20 years ago, Apple announced the eMac, an iMac specifically for the education sector


Exactly 20 years ago, Apple announced its eMacan all-in-one computer, manufactured from 2002 to 2005, developed specifically for educational use in classrooms and computer labs.

The original eMac had a shell in glossy white polycarbonate with a 17-inch flat CRT display, a 700MHz PowerPC G4 processor, nVidia GeForce2 MX graphics card, 128MB RAM, a 40GB hard drive, five USB ports, two FireWire ports, two 16W stereo speakers and a ‘CD-ROM drive.

The list price of $ 999, which went up $ 1,199 for the 56K modem version, placed the eMac squarely between the previous generation iMac, which cost $ 799, and the LCD iMac that sold for $ 1499. These are all the specifications:

  • 17-inch flat CRT display (16-inch diagonal) up to 1280 x 960 pixels in 24-bit color
  • 700 MHz PowerPC G4 processor
  • 128 MB SDRAM
  • CD-RW optical drive
  • 40GB ATA hard drive
  • Integrated 10 / 100BASE-T Ethernet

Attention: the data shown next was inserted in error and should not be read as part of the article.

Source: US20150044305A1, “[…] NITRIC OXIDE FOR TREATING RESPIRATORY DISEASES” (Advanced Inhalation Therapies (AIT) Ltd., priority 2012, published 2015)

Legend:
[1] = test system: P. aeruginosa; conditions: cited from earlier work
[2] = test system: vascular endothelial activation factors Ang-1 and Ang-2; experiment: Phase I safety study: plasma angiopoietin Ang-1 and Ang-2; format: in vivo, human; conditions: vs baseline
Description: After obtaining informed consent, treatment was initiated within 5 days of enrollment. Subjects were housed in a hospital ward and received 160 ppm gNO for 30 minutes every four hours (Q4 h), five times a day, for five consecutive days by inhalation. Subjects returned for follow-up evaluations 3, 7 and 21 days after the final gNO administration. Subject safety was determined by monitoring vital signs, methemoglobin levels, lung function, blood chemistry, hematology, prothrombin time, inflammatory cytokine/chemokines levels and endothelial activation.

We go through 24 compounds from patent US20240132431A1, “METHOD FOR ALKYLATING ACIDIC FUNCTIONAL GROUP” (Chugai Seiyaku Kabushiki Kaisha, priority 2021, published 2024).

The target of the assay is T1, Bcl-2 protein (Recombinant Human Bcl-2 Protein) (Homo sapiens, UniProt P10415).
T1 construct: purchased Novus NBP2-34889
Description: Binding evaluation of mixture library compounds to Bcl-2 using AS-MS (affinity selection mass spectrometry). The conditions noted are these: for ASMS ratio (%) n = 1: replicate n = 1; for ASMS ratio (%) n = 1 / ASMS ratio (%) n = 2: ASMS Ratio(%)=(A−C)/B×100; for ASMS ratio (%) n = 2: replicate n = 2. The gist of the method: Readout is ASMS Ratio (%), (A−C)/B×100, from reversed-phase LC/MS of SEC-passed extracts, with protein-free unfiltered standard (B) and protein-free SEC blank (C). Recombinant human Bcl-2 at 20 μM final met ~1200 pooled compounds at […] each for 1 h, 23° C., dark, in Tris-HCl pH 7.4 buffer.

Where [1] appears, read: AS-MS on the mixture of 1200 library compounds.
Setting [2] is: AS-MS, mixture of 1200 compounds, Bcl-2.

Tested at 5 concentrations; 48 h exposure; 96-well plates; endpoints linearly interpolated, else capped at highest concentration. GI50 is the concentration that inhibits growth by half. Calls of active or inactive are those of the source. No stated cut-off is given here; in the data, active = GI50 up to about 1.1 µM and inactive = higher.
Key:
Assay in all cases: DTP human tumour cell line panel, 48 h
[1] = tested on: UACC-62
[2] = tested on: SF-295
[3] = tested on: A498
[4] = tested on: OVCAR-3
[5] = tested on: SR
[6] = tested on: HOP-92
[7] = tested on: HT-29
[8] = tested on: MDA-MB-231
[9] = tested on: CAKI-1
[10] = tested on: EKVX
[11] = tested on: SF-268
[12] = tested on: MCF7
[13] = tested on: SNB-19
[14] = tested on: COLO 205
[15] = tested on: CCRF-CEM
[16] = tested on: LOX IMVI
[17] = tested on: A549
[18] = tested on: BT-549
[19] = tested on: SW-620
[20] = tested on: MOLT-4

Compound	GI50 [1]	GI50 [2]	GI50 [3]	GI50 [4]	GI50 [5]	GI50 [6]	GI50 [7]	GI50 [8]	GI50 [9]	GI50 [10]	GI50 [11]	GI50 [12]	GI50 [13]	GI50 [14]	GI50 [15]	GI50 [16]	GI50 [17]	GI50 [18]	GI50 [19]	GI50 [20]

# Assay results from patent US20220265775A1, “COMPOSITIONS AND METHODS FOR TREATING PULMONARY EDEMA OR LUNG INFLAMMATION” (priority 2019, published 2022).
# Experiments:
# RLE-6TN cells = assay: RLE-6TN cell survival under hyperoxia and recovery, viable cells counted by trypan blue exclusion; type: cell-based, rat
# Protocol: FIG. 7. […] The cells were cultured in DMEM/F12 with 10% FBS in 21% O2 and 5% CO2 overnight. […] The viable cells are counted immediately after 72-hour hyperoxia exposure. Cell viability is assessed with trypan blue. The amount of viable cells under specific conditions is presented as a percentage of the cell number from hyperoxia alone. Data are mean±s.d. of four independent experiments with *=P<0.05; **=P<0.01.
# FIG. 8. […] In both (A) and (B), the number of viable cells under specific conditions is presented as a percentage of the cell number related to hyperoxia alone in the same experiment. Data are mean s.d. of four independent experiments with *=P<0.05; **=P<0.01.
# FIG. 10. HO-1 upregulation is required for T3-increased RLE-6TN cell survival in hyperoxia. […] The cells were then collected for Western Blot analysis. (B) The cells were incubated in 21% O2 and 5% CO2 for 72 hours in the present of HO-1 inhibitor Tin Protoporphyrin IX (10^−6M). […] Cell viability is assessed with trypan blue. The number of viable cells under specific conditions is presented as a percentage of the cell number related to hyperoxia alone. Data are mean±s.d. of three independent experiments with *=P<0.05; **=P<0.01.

• 56K V.90 modem
  • support for optional AirPort wireless network (IEEE 802.11)
  • Integrated 16-watt digital amplifier and stereo speakers for great stereo sound
  • an audio-in port, a headphone jack and a microphone
  • NVIDIA GeForce2 MX AGP 2X graphics with 32MB Double Data Rate (DDR) video memory for exceptional 3D performance
  • Apple Pro optical mouse and full-size Apple Pro keyboard
  • Mac OS X version 10.1.4, Mac OS 9.2.2

Steve Jobs commented on the eMac launch with these words:

“Our educational customers have asked us to design a desktop computer specifically for them. The new eMac features a 17-inch flat CRT and powerful G4 processor, while maintaining the compact enclosure that teachers love.” .

The eMac was based on Mac OS X version 10.1.4, known as “Puma”, and had Microsoft’s Internet Explorer pre-installed. Apple’s web browser, Safari, was announced in early 2003. About a month after the announcement, despite the intention to limit its sale to the educational sector only, Apple decided to make the eMac available to everyone. According to Steve Jobs, it was the pressing demands of consumers:

“Consumers have been punching the table by asking us to buy the eMac, and we agree. The eMac production schedule is ahead of schedule and so we will have enough eMacs this quarter to meet both of our eMacs. educational clients that non-educatonal “.

Apple continued to release additional eMac configurations with updated specs and a SuperDrive over the next few years. In October 2005, the eMac was again limited to the educational sector only to be replaced by a low-end 17-inch iMac in July 2006.

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